It?s strange to think that, with all the love for the classic PlayStation One games, Square Enix seems intent on trying to modernise the Final Fantasy series.
It?s last attempt, Final Fantasy XIII
, was respectable but fell short of the mark in many areas - primarily in how it didn?t feel like an RPG at all. Now, just a year later, it?s trying again with a direct sequel in Final Fantasy XIII-2
- and it may actually have a chance of winning fans back over.
Things kick off in the futuristic world of Valhalla - a somewhat post-apocalyptic city that seems to be the Final Fantasy
equivalent of an urban limbo. Lightning, thought to be dead by her sister Serah, is in constant battle with Caius - a nasty-looking chap who?s fancy-boy looks and visual kei fashion is lifted right out of the A-Z of Final Fantasy
After some introductory battle scenes that gently guide you into the mechanics of the Paradigm Shift system and Quick Time Events (or Cinematic Actions as they?re called in the game), Lightning is left to make a last stand for the sake of humanity, the world and everything else.
Serah, who is left in another time and dimension rebuilding civilisation with Cocoon survivors, is apparently the only hope for Lightning and the safety of the universe. Enter Noel Kreiss, a mysterious kid who teams up with Serah to help get reunited with her sister. And time appears to be of the essence - former resistance group NORA witness a strange meteorite that?s impacted near Cocoon, which Noel and Serah discover is causing timelines between hundreds of years to bleed into one another.
Yes, it reminds me of Back to the Future as well. You know the bit where Doc Emmett Brown is explaining alternate realities to Marty McFly in the second film. This is kind of what?s happening in Final Fantasy XIII-2
, with Noel and Serah having to hop between historical moments and dimensions via Stargate-esque portals to reach the Historia Crux.
This void is essentially your new world map, offering a straightforward timeline with branching paths to alternate realities and worlds. Beating a boss in a stage will unlock one of several gates that will progress the storyline, but if you explore the maps enough to complete various tasks and collect historical ?artefacts? to repair various timelines, you can access a number of alternative gates that will lead you to a different story path. Once in the Historia Crux menu, you can even close gates to certain worlds to rewind time there, so that you can repeat certain events and have another chance to trigger secret paths.
This is just one of the major ways in which Square Enix have tried to tweak the original Final Fantasy XIII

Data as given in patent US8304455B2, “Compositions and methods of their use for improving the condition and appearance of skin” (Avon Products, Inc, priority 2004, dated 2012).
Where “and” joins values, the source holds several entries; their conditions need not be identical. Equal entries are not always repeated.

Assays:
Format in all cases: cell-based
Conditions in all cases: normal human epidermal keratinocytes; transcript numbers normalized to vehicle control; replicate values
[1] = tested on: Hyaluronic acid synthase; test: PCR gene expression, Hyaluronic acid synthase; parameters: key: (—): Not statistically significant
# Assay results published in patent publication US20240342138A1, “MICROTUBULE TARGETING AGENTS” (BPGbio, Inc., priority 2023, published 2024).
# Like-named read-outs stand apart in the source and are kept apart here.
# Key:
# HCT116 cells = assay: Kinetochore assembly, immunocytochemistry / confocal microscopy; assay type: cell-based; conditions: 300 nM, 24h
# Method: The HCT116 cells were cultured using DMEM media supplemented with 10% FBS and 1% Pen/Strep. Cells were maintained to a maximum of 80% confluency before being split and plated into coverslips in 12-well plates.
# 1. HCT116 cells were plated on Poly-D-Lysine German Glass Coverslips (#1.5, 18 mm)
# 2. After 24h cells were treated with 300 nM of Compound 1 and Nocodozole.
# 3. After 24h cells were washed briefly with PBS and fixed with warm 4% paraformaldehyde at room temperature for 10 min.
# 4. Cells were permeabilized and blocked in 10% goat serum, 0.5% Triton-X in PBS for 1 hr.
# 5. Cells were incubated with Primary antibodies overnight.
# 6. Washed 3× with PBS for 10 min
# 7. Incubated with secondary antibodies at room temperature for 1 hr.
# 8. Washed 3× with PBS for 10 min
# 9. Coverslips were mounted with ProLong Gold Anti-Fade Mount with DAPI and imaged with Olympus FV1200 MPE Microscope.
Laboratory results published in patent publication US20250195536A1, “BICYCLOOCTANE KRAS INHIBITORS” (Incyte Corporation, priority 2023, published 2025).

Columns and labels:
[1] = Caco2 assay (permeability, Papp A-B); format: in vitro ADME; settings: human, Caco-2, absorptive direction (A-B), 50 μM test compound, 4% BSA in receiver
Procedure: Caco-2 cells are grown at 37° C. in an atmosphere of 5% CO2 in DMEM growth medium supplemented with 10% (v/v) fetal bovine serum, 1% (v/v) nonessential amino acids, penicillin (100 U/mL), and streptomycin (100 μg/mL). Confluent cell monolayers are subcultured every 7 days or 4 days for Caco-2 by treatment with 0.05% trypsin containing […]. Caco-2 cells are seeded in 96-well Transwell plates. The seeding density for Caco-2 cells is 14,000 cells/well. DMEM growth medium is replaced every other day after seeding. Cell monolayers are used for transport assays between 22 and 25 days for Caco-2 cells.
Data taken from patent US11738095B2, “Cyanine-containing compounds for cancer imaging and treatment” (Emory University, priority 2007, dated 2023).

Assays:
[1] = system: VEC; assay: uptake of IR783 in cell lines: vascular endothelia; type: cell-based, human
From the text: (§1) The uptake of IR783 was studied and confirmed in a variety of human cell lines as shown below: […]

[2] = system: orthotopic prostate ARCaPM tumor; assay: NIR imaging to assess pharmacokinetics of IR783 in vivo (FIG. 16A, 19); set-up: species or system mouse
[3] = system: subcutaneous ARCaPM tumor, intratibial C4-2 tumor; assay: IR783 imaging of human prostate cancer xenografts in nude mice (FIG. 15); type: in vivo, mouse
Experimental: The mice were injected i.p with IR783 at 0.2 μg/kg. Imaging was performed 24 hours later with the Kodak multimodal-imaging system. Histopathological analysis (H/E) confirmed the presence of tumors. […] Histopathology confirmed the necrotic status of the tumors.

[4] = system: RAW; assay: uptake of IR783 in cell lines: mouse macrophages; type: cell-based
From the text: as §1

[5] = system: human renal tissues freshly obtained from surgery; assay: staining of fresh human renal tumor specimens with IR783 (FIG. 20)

formula on the back of fan feedback. Another is in the worlds and dungeons themselves, which are designed with a lot more imagination and offer branching pathways and hidden treasures. It?s no longer a corridor-based affair, thank the heavens.
Battling enemies in XIII-2
is a very similar affair to its predecessor, however. This is a promising thing, given that I quite enjoyed the Paradigm Shift system - it allowed for the same mindless automatic battling that you could achieve in past Final Fantasy
games by spamming the X button, but maintains a strategy in Paradigms that allow you to get creative with team attacks.
Square Enix hasn?t changed too much to the combat here in that regard. What it has done is add some new features to shake things up a bit. Monsters fought on the field can be captured automatically and added to your own team. Each creature has its own set Paradigm style that you can use to cover any cracks in your strategy. Cait Siths are Medics, for example, while Zwerg Scandroids are Ravagers that can cast spells in your stead.
You can manually set each creature to any Paradigm that you have customised in the menu, but to save us all from a massive headache the game also auto-assigns monsters based on their skillset. So if you just want to get stuck into battling with your badass creatures, you certainly can. Better yet, each monster you collect can be leveled up using the Crystarium - although rather than using experience points, you use monster materials that are collected around the dungeons you explore.
These little critters even have a Limit Break style system called Feral Link. When active in battle, a little bar gets filled up following attacks or taking damage. Once it?s filled up, you can expend all that energy to dish out a tasty attack. You need to be ready for a QTE sequence to successfully pull it off though.